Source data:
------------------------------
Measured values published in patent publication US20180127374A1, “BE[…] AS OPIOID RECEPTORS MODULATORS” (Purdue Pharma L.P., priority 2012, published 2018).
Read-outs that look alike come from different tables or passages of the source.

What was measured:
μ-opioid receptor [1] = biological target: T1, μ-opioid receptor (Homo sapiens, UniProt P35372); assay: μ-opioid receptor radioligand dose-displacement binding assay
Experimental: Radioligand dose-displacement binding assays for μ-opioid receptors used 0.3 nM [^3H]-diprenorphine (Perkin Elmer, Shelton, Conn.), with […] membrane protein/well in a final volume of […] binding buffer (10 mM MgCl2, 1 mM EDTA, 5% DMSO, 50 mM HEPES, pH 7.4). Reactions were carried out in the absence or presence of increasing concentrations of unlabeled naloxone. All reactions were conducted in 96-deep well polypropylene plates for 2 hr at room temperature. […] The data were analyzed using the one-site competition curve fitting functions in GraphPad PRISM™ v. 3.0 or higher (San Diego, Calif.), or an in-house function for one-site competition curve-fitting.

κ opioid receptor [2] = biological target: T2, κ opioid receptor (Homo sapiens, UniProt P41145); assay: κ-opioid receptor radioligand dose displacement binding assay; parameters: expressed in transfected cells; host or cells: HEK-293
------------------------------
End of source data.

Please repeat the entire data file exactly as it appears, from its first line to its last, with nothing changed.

Measured values published in patent publication US20180127374A1, “BE[…] AS OPIOID RECEPTORS MODULATORS” (Purdue Pharma L.P., priority 2012, published 2018).
Read-outs that look alike come from different tables or passages of the source.

What was measured:
μ-opioid receptor [1] = biological target: T1, μ-opioid receptor (Homo sapiens, UniProt P35372); assay: μ-opioid receptor radioligand dose-displacement binding assay
Experimental: Radioligand dose-displacement binding assays for μ-opioid receptors used 0.3 nM [^3H]-diprenorphine (Perkin Elmer, Shelton, Conn.), with […] membrane protein/well in a final volume of […] binding buffer (10 mM MgCl2, 1 mM EDTA, 5% DMSO, 50 mM HEPES, pH 7.4). Reactions were carried out in the absence or presence of increasing concentrations of unlabeled naloxone. All reactions were conducted in 96-deep well polypropylene plates for 2 hr at room temperature. […] The data were analyzed using the one-site competition curve fitting functions in GraphPad PRISM™ v. 3.0 or higher (San Diego, Calif.), or an in-house function for one-site competition curve-fitting.

κ opioid receptor [2] = biological target: T2, κ opioid receptor (Homo sapiens, UniProt P41145); assay: κ-opioid receptor radioligand dose displacement binding assay; parameters: expressed in transfected cells; host or cells: HEK-293